Our hearts need to line up on this: everything, including all we are and have, is God’s. The question we ask is not, “How much of my money should I give?” but, “How much of God’s money should I keep?”
If you want to have a great year, focus on these five things: contentment, trust in God, self-acceptance, forgiveness, and setting realistic goals.
There has only ever been one perfect gift, and it was given more than 2,000 years ago. This gift is too wonderful for words. In fact, the Bible says it’s indescribable.
The Christmas story is all about redemption. Just like the life-saving gift in this story, God’s gift of salvation saves us from death and gives us a fresh start.
Are you acting your age? Just because you’re getting older doesn’t mean you can’t stay young. Adding enthusiasm will make a world of difference. None are so old as the one who has outlived enthusiasm.
I always thought I spent my 24 hours per day pretty well—I took time for work, play, friends and family, and had enough left for rest. So of course just as I was feeling proud of my time-keeping abilities, I got a new job.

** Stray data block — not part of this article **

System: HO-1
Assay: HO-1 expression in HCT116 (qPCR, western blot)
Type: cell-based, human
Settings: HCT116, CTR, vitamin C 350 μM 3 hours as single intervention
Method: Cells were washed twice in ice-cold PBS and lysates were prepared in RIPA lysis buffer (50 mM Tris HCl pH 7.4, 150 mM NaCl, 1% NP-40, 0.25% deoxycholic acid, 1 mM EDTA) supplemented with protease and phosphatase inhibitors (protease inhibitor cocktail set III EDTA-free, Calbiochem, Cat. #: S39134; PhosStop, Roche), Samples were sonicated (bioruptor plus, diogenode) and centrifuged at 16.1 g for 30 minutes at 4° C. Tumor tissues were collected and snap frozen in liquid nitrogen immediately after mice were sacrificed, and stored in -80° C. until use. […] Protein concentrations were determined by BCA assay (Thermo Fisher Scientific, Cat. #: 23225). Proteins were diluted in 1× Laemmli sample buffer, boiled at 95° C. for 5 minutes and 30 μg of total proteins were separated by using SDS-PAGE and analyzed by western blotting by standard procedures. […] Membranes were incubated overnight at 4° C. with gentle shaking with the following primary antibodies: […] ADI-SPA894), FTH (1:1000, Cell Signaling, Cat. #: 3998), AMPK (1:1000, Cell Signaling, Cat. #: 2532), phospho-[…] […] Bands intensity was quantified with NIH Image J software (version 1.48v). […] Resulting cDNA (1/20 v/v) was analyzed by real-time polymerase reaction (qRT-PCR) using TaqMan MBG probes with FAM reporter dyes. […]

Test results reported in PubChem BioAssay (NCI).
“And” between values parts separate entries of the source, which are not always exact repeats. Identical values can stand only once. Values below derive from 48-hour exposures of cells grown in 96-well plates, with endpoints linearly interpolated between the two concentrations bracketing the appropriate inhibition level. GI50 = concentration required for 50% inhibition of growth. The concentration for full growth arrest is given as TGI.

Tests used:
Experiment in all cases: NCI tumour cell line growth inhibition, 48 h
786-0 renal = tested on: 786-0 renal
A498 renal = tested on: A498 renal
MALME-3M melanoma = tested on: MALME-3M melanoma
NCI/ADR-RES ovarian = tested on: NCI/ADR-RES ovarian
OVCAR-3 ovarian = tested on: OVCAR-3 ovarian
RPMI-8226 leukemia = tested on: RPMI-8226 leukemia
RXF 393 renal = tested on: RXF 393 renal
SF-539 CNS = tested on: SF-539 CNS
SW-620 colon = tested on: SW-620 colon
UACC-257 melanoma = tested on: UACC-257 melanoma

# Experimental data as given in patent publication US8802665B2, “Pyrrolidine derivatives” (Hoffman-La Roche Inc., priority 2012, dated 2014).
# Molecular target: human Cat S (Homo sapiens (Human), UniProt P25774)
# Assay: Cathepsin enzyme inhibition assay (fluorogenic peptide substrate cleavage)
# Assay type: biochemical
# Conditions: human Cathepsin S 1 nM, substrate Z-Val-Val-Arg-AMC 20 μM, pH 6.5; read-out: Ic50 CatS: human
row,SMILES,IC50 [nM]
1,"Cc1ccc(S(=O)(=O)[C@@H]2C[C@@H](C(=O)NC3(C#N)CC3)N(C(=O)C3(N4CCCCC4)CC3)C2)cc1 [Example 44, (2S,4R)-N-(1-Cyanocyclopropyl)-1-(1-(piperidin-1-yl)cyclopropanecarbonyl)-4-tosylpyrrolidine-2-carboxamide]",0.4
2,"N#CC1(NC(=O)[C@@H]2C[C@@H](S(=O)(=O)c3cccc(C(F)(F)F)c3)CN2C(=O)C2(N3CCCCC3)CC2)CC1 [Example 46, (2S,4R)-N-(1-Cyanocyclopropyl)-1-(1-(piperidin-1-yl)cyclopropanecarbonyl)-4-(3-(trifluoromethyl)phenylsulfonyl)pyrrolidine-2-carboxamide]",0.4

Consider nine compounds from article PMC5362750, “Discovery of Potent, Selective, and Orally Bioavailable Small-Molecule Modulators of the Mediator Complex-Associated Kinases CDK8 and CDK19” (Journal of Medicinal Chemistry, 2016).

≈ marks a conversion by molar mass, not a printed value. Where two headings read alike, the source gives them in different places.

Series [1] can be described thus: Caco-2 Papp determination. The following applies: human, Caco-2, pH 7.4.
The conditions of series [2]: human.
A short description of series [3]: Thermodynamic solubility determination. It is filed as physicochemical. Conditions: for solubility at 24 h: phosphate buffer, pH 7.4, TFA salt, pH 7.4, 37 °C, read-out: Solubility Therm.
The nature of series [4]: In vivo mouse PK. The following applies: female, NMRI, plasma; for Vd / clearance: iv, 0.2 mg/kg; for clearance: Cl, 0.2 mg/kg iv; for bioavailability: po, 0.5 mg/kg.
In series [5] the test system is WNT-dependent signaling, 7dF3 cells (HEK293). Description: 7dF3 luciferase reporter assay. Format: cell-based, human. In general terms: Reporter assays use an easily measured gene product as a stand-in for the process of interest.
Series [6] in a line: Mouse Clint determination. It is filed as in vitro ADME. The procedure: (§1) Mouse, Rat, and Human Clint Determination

When grace fuels us to forgive someone who has offended us, we abundantly release every hint of any offence. When grace is cultivated in our relationship with a friend, an abundance of bountiful freedom marks our friendship. The same bountiful abundance occurs when grace is the motivating factor prompting our giving. In other words, living by faith includes giving by grace.
A positive attitude makes sacrifice a pleasure. When the morale is high, the motivation is strong. When there is joy down inside, no challenge seems too great. The grease of gusto frees the gears of generosity.
John 3:16 is quite possibly the most well known verse in the entire Bible. It's seen on bumper stickers, T-shirts…even at football games. But our familiarity with this passage can make us numb to the truth it offers. In this message, hear Chuck Swindoll explain God's amazing love.
At Christmas, it’s easy to get distracted by the food and traditions and decorations and lose sight of the reason for our celebration. Chuck Swindoll encourages us to slow down and reflect on the wonder of the very first Christmas.